May 17, 2019
LF: Can you describe the connection between your work with women in the field of psychology and your work with women in your lingerie boutique?
MR: In my clinical work, I found that so many women are not okay in their own skin; they don’t feel sexy or sensual. Many of them also don't care about their undergarments; what they wear, where they buy them. I would often hear: “It's only on for three seconds, so why care?” I found that amazing because for me it's more of a dance; I've always enjoyed that part of my life.
Eventually, I started seeing a correlation even with my friends: I knew them well, so when we went shopping I’d see a connection. That's why I decided to open up a boutique that not only offered the best in lingerie, but that also offered workshops on different issues that empower women. It all went together, because there is a huge connection between what goes on in our minds and how we react and live inside our bodies.
LF: You have an interesting video where you mention that American women spend a lot of money on shoes and purses but not on their undergarments because they are hidden. What does that say about us?
MR: Instead of looking at the most intimate part of themselves, the vast majority of people put energy into how others see them. When women first started coming to my store, they were amazed by the price ranges. These women would buy purses that costs between $1,000 to $3,000 without batting an eye, but they’d look at one of our lower priced items at around $69 and say: “That's a lot of money.” And I’d think to myself: “What?! This lingerie is going to be on your skin. It's going to set the stage for the whole day, and you’re saying that?”
AFTER DOING WONDERFUL THINGS FOR MY BODY, WHY WOULD I WANT TO PUT SOMETHING ON THAT DIDN'T FIT OR FEEL RIGHT, OR THAT WASN'T WONDERFUL AGAINST MY SKIN? THIS IS ABOUT A MINDSET.
Most American women buy nice lingerie for their partners; it’s something you put on at night or if you are going into a seduction role. It's not for yourself. For me, after I get out of the shower and put my creams, I’m going to put on my lingerie. It’s very important. After doing wonderful things for my body, why would I want to put something on that didn't fit or feel right, or that wasn't wonderful against my skin? This is about a mindset – a mindset that relates to what you wear and how you feel on the inside.
Even if your clothes - the top layer - looks really great, there’s a feeling that something is missing if what you’re wearing underneath isn’t great as well. Many women are preoccupied about other things: Is my bra strap right? Am I lifted up right? How do I look underneath? But it's not about you; it's about everyone else. When it comes to seduction, in the evening we have a switch; it’s like: OK, now I can be seductive with somebody instead of being seductive with myself - all day.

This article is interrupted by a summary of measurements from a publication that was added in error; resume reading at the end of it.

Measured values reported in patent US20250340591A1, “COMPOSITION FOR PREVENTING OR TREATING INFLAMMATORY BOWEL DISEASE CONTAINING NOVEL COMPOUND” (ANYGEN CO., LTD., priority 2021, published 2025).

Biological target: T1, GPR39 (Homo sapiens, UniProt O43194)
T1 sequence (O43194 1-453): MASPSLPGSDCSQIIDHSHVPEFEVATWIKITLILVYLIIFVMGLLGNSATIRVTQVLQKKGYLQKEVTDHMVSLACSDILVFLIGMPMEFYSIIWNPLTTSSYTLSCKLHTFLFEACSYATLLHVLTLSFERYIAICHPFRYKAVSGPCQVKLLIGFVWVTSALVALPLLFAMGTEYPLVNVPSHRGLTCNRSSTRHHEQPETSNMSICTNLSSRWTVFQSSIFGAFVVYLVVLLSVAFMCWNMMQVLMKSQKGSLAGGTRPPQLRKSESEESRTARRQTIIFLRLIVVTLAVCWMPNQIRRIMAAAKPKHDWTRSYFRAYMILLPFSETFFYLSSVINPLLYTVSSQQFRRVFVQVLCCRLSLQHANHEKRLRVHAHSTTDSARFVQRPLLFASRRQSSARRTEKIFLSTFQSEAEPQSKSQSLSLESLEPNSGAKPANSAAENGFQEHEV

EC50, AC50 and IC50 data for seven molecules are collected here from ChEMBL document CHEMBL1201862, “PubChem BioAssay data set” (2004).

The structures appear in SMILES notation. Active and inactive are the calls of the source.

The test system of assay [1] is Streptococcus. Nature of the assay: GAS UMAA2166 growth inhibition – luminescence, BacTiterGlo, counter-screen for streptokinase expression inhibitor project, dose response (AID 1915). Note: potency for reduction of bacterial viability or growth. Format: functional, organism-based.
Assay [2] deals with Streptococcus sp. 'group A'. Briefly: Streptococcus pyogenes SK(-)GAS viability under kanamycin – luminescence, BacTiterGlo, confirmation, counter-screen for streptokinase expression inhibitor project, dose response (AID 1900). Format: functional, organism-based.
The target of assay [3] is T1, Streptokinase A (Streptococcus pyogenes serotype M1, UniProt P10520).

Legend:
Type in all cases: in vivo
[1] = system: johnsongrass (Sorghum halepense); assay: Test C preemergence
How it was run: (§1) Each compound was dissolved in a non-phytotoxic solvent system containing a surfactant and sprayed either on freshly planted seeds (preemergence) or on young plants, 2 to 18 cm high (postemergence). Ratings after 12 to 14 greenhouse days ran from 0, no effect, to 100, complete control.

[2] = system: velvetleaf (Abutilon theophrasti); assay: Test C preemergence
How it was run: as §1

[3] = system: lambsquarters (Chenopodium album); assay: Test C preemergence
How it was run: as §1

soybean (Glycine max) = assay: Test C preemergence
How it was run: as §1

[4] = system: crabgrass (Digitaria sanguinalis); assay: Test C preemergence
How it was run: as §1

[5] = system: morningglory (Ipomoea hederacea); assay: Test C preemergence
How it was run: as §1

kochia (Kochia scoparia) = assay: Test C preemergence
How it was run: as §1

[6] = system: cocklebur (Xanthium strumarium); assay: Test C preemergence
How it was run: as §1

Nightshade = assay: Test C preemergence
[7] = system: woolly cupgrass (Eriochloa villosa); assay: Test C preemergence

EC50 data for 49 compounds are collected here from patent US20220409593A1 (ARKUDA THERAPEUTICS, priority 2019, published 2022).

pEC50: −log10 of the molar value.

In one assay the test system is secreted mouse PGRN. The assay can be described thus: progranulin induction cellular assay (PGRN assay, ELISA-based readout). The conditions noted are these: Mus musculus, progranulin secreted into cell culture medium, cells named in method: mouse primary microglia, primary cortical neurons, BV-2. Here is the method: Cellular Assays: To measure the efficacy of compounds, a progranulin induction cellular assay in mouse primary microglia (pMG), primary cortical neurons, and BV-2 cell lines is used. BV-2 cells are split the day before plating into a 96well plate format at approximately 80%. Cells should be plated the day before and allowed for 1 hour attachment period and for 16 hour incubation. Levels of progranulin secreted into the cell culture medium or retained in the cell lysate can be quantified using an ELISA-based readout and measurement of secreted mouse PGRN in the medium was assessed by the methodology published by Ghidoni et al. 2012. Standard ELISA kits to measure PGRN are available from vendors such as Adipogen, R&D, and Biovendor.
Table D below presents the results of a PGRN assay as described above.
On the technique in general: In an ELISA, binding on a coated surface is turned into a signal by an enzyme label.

LF: And that’s what high-quality lingerie can offer women, and why French women call it their ‘secret power tool’?
MR: Yes. One of the problems in America is the way women are portrayed in magazines and on TV. There's usually only one body shape and type, but throughout history it’s been different; there were eras when big women were considered sexy, beautiful, and attractive. Now it's just one shape - zero to six - and that’s a shame because we don't all like apple pie – that goes for women and men. How you feel in your skin is projected to others regardless of your size or differences in your body.
I think in America we need to start with loving our bodies and have not just night lingerie, but day lingerie. We need to love and embrace our bodies with lingerie. In our store we’re showing women that you can wear lace and it does not have to show through your t-shirt; we’re teaching them that daytime is just as important as nighttime; it is not just for seduction, it’s for fit, for comfort, and for feeling good in your skin. It’s about starting your day off right.
LF: Most people don’t understand what goes into the making of a truly high-quality bra, which justifies the higher price.
MR: Right – that’s an obstacle, as well as the idea in some people’s heads that it doesn’t matter; that you can spend the same about of money at Target and get the same quality. They don't understand the value of quality in a bra; they don’t understand its structure or what it took to make it. As you know, we’ve done seminars in our store about the differences in bras because we think it’s important for women to understand these things. The lingerie we sell is not just mass-produced and thrown together. Women don’t understand this until they try it on.
LF: And then they say: “Wow, this is really worth it.”
MR: That’s right. That’s always the response we get and that’s why all of our customers keep coming back. It’s for that experience, which is also very intimate. And that’s another reason why I love the lingerie industry: because it's intimate. It’s not just about intimate apparel, it’s about intimacy in the way people in this industry want to share information and knowledge. There’s a wonderful level of connectedness in this business.
LF: In some ways you are talking about getting naked, truly and metaphorically? Do you think that when women go into the fitting room, they really are obliged to expose who they are, both physically and emotionally, right?
MR: Yes. And lot comes out on an emotional level just because they are getting naked. Lingerie, clearly, is a mindset.
July 26, 2016